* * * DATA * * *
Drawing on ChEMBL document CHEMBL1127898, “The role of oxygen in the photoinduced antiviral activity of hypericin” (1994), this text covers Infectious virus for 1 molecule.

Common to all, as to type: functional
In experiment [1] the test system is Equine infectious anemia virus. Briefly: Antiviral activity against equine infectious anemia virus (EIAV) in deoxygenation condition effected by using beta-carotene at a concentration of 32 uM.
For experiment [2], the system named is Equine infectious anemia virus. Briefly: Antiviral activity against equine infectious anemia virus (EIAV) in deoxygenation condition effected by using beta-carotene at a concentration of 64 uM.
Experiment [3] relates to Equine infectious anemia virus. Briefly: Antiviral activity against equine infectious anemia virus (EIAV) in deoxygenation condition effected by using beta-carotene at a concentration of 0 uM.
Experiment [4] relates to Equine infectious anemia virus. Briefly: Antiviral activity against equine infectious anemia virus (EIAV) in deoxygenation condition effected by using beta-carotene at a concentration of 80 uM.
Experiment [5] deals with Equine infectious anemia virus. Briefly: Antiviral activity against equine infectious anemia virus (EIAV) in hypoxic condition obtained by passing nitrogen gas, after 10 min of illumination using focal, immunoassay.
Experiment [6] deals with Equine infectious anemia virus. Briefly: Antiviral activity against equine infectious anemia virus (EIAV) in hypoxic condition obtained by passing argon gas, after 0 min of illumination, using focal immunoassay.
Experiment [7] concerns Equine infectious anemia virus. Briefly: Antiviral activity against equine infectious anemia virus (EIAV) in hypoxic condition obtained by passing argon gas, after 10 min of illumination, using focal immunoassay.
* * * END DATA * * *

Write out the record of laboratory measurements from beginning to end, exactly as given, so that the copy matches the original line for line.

Drawing on ChEMBL document CHEMBL1127898, “The role of oxygen in the photoinduced antiviral activity of hypericin” (1994), this text covers Infectious virus for 1 molecule.

Common to all, as to type: functional
In experiment [1] the test system is Equine infectious anemia virus. Briefly: Antiviral activity against equine infectious anemia virus (EIAV) in deoxygenation condition effected by using beta-carotene at a concentration of 32 uM.
For experiment [2], the system named is Equine infectious anemia virus. Briefly: Antiviral activity against equine infectious anemia virus (EIAV) in deoxygenation condition effected by using beta-carotene at a concentration of 64 uM.
Experiment [3] relates to Equine infectious anemia virus. Briefly: Antiviral activity against equine infectious anemia virus (EIAV) in deoxygenation condition effected by using beta-carotene at a concentration of 0 uM.
Experiment [4] relates to Equine infectious anemia virus. Briefly: Antiviral activity against equine infectious anemia virus (EIAV) in deoxygenation condition effected by using beta-carotene at a concentration of 80 uM.
Experiment [5] deals with Equine infectious anemia virus. Briefly: Antiviral activity against equine infectious anemia virus (EIAV) in hypoxic condition obtained by passing nitrogen gas, after 10 min of illumination using focal, immunoassay.
Experiment [6] deals with Equine infectious anemia virus. Briefly: Antiviral activity against equine infectious anemia virus (EIAV) in hypoxic condition obtained by passing argon gas, after 0 min of illumination, using focal immunoassay.
Experiment [7] concerns Equine infectious anemia virus. Briefly: Antiviral activity against equine infectious anemia virus (EIAV) in hypoxic condition obtained by passing argon gas, after 10 min of illumination, using focal immunoassay.